295 years ago, on September 19, 1727, the Supreme Decree was signed on the house arrest of a man who was recently considered by many to be the first person of the Russian Empire. The man took it calmly, especially since no guards were assigned to his house. He had lunch, supper and lay down to sleep in the hope that everything would settle down. This was the first day of the disgrace of His Serene Highness Prince Alexander Menshikov.
I was sure that I was right
Those who decided the fate of Menshikov were playing with fire. Purely theoretically, he could put on the uniform of the Generalissimo and go to the barracks of the Preobrazhensky Regiment — the guard would most likely follow him. Why didn't Menshikov do it — god knows. Perhaps he was sure that he was right and thought that they would not dare to touch him seriously.
However, they dared. True, not right away. At first, Menshikov was simply deprived of all ranks and orders. Then sent to link. But not to too far too shameful — so far only in & nbsp; his own estate, the city of Rannenburg (now & nbsp; & mdash; Chaplygin, Lipetsk region). Arriving there in November, Menshikov and his family spent the next five months there. And only in April, 1728, the place of his exile was finally determined — city of Berezov.
During during this time — from September 1727 to April 1728 — a fascinating story unfolded. The investigation, at first confident that it was not God knows what task to draw up an official indictment, went astray. In fact, Menshikov had nothing to present. This partly explains his calmness in the first days of his arrest — The Most Serene Prince did not feel guilty. He was not simply sure he — he knew he was right.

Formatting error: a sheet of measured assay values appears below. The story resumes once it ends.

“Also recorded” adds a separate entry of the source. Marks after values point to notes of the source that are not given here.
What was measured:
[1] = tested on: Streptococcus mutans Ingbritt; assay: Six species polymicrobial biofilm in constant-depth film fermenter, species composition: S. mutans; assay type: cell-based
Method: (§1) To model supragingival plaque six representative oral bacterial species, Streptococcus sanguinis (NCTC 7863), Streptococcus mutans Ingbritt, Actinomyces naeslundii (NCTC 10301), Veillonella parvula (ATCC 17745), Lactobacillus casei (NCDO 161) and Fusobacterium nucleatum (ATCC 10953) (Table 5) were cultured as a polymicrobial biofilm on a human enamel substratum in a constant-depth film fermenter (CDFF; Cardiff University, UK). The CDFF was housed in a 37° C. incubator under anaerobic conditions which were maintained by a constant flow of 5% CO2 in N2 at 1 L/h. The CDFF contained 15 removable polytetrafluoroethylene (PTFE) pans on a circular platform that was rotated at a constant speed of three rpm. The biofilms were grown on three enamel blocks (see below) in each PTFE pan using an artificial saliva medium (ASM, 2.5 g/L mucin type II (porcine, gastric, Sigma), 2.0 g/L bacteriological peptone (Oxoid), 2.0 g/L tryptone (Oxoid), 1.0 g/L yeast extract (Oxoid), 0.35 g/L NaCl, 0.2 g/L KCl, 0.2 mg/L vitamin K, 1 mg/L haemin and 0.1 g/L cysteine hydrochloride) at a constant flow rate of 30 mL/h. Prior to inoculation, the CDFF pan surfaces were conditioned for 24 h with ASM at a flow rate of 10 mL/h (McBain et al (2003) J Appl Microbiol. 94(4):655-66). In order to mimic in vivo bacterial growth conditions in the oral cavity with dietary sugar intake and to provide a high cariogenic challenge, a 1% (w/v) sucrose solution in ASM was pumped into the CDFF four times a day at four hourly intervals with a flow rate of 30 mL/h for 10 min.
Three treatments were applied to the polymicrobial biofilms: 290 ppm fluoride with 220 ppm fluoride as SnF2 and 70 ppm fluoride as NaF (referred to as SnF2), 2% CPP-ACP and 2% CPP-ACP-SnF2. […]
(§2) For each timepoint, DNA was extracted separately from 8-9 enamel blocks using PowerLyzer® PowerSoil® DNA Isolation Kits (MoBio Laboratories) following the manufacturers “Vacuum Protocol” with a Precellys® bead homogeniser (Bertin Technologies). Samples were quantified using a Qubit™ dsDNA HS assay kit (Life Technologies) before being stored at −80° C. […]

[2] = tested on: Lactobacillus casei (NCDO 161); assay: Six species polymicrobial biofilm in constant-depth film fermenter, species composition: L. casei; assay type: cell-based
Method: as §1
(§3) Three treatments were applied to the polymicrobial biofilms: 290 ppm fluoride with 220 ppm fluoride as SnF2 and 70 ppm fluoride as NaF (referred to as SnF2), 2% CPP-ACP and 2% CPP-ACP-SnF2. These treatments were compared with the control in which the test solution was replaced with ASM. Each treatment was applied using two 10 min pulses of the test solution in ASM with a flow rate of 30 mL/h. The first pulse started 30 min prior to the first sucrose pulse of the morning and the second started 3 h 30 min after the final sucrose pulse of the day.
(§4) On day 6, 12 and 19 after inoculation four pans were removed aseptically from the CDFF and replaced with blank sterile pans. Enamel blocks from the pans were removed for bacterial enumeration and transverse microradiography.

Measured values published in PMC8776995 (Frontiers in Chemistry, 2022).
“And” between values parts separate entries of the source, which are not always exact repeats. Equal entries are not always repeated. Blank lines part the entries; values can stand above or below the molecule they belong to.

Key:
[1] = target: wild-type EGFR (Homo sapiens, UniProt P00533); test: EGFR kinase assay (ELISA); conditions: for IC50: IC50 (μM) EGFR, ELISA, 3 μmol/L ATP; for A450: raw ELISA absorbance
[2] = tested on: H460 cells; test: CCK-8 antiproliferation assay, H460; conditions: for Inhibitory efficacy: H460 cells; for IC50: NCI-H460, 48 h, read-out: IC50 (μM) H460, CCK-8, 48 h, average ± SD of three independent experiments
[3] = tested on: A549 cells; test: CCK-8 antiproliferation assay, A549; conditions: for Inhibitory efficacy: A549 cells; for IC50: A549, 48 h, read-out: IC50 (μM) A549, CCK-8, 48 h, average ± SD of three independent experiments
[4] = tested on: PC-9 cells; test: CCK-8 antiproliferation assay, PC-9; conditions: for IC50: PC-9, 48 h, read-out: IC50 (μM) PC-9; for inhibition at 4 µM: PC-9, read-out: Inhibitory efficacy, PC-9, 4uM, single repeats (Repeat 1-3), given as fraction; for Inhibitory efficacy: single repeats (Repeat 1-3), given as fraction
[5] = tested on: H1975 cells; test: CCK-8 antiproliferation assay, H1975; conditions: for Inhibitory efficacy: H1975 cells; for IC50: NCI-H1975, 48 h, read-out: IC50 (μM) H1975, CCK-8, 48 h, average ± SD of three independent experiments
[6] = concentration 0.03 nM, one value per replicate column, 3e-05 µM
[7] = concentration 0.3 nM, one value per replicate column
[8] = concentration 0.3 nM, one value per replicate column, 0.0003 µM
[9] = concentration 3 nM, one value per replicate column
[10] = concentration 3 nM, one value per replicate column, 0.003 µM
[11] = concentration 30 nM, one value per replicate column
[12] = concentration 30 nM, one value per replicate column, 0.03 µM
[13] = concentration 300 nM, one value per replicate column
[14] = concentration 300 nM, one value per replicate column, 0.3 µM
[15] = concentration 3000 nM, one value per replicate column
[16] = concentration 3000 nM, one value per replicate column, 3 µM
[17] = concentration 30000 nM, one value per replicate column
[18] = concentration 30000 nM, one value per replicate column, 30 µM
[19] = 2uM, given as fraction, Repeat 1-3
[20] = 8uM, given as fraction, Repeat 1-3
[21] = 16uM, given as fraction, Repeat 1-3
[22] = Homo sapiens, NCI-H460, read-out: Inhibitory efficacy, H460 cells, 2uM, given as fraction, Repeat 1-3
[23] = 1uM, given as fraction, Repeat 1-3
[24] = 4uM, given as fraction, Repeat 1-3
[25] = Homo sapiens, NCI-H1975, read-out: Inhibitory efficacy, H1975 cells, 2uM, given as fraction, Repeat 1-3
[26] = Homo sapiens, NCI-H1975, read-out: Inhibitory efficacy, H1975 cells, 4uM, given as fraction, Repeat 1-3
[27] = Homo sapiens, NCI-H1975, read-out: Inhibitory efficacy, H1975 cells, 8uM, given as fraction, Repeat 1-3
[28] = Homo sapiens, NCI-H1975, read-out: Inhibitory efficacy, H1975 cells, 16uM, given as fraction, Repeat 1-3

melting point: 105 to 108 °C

An attempt to fabricate a case against Menshikov rained down before our eyes. In really — what did they give him at first? First of all, high treason in favor of Sweden. Say, after the death of Peter the Greathe was negotiating with the Swedish government about transferring Revel, Riga and Vyborg to yesterday's worst enemy in exchange for some fantastic sums. The accusation is serious and requires hard evidence. The defendant himself in "traitorous relations" he did not confess to the Swedish court and Swedish residents in Russia. In general, this was expected. But the most interesting thing is that no materials compromising Menshikov were found at all, and after all, Menshikov's office was arrested in the same day with its owner. He simply didn destroy a one of even the most overwhelmed pieces of paper.
«Forced him to marriage»
The second point was a no less serious accusation — “criminal intent against the reigning dynasty.” What and consisted, in the opinion of the accusers, this very plan?
The lines of accusation look pretty pathetic. “He repaired many obstacles to the king and” forced him to “marry” with his daughter against his “for that” king's will. Everything is great here. By "oppositions", apparently mean strictness and even tediousness of Menshikov in the plan of education and education of the young underage sovereign Peter II.